In Holland, meanwhile, the government’s proposal to force a significant portion of the country’s livestock farmers out of business (and reduce the number of cows, pigs and chickens in the nation by one-third) to lower nitrogen emissions led to riots last summer. It also led to a surge in the popularity of the nascent Farmer-Citizen Movement, which came from nowhere to win 15 seats in the upper house of the Dutch national parliament last month, putting the populist group on par with other important voting blocks.

Here at home, as it barrels toward a fanciful green economy devoid of gasoline-powered cars, the Biden White House is ignoring polling that shows decidedly tepid enthusiasm for electric vehicles.

The Environmental Protection Agency (EPA) recently issued a new directive on tailpipe emissions that would effectively require that 67 percent of new cars and light pickup trucks and 46 percent of medium-duty trucks sold in the United States by 2032 be all-electric. This goal is a significant step up from Biden’s earlier target of 50 percent new cars being EVs by 2030 and would require a massive investment by automakers; it would also require a monster build-out of our electric grid, significant expansion of available battery materials and huge number of new charging stations. Last year fewer than 6 percent of all new cars were electric; the proposal is so extreme that he faces serious push-back even from his pals in Big Labor.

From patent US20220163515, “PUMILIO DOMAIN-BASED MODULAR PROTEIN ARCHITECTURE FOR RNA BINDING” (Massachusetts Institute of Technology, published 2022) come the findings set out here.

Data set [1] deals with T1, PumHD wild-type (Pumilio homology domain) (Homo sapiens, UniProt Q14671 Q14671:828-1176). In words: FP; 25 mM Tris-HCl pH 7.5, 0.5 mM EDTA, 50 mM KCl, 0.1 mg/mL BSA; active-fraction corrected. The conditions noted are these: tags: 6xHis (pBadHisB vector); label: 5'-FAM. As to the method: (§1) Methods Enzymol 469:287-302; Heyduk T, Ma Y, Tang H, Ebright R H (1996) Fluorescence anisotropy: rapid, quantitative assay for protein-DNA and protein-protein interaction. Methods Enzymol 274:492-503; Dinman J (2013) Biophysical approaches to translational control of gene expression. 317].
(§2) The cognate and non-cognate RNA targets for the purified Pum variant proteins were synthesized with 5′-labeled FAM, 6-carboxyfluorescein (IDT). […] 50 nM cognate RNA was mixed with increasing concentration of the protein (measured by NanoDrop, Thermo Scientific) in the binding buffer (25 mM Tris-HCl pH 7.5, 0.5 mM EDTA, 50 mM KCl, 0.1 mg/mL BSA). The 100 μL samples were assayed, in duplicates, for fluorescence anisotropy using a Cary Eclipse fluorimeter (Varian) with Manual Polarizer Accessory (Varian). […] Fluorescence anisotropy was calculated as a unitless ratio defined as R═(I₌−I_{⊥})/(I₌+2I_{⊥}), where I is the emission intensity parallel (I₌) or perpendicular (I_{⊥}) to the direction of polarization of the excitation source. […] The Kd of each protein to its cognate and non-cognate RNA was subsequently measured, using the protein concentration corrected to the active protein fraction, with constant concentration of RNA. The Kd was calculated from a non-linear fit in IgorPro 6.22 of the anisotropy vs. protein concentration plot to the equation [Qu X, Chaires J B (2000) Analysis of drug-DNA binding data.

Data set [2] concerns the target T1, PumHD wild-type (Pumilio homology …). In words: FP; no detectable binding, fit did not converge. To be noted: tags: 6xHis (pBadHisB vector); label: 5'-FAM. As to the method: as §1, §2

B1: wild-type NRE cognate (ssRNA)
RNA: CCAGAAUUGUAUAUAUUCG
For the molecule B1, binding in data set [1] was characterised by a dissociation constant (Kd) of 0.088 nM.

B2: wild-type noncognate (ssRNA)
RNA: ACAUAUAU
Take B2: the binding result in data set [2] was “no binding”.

According to The New York Times, the stricter emissions standards were originally to be rolled out in Detroit, home to the U.S. auto industry, but pushback from the United Auto Workers was such that the announcement was moved to EPA headquarters in Washington, and boycotted by union reps.  

It’s no wonder. Manufacturing an electric vehicle requires fewer than half the number of workers that are required to produce an internal combustion engine. Not only will the industry’s workforce shrink as car makers switch to EVs, but most of the new plants making the electric cars and batteries are located in right-to-work states, where the costs are lower.